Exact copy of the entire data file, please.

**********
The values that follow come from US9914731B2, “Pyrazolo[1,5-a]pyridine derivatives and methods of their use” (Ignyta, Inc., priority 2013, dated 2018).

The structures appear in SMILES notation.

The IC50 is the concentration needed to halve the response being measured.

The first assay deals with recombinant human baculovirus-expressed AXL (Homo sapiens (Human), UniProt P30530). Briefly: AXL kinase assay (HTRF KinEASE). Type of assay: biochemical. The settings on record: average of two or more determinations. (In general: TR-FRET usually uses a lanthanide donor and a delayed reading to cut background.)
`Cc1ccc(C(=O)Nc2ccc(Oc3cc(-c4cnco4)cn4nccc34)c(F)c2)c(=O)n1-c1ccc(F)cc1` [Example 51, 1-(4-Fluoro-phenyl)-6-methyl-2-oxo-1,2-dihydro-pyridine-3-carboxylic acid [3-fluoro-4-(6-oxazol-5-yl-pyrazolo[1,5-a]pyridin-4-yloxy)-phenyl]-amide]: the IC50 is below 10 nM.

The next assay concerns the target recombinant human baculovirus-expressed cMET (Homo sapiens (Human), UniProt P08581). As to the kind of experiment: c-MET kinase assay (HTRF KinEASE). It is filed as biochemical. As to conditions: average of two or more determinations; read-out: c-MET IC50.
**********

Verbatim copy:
The values that follow come from US9914731B2, “Pyrazolo[1,5-a]pyridine derivatives and methods of their use” (Ignyta, Inc., priority 2013, dated 2018).

The structures appear in SMILES notation.

The IC50 is the concentration needed to halve the response being measured.

The first assay deals with recombinant human baculovirus-expressed AXL (Homo sapiens (Human), UniProt P30530). Briefly: AXL kinase assay (HTRF KinEASE). Type of assay: biochemical. The settings on record: average of two or more determinations. (In general: TR-FRET usually uses a lanthanide donor and a delayed reading to cut background.)
`Cc1ccc(C(=O)Nc2ccc(Oc3cc(-c4cnco4)cn4nccc34)c(F)c2)c(=O)n1-c1ccc(F)cc1` [Example 51, 1-(4-Fluoro-phenyl)-6-methyl-2-oxo-1,2-dihydro-pyridine-3-carboxylic acid [3-fluoro-4-(6-oxazol-5-yl-pyrazolo[1,5-a]pyridin-4-yloxy)-phenyl]-amide]: the IC50 is below 10 nM.

The next assay concerns the target recombinant human baculovirus-expressed cMET (Homo sapiens (Human), UniProt P08581). As to the kind of experiment: c-MET kinase assay (HTRF KinEASE). It is filed as biochemical. As to conditions: average of two or more determinations; read-out: c-MET IC50.